As summer arrives, Alison Schuch, owner of Fells Point Surf Co., is down about 10 workers at her two beach retail locations as a perfect storm of reasons drives a post-pandemic hiring crunch.
A lack of affordable summer housing, scant child-care availability, inflation and the rebalancing of work and life in recent years have combined to make the applicant pool different from what it once was.
“It’s just been hard to kind of balance the expectations of the team and the needs of the business and the needs on both sides,” Schuch said, “and then also the expectations of the customers — because, you know, having to close early because we don’t have enough people.”
“Customers want what they want. Convenience has become a huge important factor, because you can go online and get anything you want,” said Schuch, who has Fell’s Point Surf Co. stores in the Fells Point area of Baltimore, Maryland, and Dewey Beach, Delaware, as well as sister store Tangerine Goods in Bethany Beach, Delaware.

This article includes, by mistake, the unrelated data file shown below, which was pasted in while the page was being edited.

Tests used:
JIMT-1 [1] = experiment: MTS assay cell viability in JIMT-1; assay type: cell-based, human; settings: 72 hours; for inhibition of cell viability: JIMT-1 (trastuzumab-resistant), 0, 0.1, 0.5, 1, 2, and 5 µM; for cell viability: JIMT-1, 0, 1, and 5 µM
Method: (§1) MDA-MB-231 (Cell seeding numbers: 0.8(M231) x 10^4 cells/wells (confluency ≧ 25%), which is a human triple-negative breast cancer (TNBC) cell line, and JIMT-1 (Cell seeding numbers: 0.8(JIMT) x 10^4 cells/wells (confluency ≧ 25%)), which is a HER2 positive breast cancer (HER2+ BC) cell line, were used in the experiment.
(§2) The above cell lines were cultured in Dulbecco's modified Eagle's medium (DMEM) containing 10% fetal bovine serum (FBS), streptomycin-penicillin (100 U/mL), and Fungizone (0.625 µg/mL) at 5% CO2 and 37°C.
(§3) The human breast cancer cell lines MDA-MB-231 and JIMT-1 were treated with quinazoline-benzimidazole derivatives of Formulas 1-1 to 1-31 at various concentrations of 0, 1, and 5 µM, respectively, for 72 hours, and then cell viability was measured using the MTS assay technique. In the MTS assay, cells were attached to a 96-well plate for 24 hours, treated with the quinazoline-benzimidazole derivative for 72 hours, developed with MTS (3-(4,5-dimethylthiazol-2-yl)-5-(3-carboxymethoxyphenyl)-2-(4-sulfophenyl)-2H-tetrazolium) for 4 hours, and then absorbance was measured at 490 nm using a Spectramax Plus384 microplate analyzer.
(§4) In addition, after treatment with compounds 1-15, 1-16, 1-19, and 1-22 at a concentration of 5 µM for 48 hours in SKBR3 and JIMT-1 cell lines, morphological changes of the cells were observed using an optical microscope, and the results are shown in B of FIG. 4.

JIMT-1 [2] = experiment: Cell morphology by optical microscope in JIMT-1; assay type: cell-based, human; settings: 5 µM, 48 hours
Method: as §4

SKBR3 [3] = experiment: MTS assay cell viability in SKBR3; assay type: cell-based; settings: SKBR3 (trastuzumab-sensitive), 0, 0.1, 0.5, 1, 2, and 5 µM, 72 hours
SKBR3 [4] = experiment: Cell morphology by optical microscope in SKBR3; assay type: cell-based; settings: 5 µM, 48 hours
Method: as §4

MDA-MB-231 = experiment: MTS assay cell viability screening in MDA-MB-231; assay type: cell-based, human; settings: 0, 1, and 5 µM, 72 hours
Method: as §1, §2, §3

With summer hiring season in full swing, small business owners such as Schuch have lingering concerns about filling roles to meet consumer demand. Labor quality was the most important problem for nearly a quarter of National Federation of Independent Business, or NFIB, members surveyed in May, according to the small business advocacy organization.
Labor quality has fluctuated between being the No. 1 and the No. 2 most important issue for NFIB members in recent months. The sectors where businesses are feeling the labor shortage most acutely include construction, transportation and manufacturing, but retail and restaurant owners are also reporting challenges.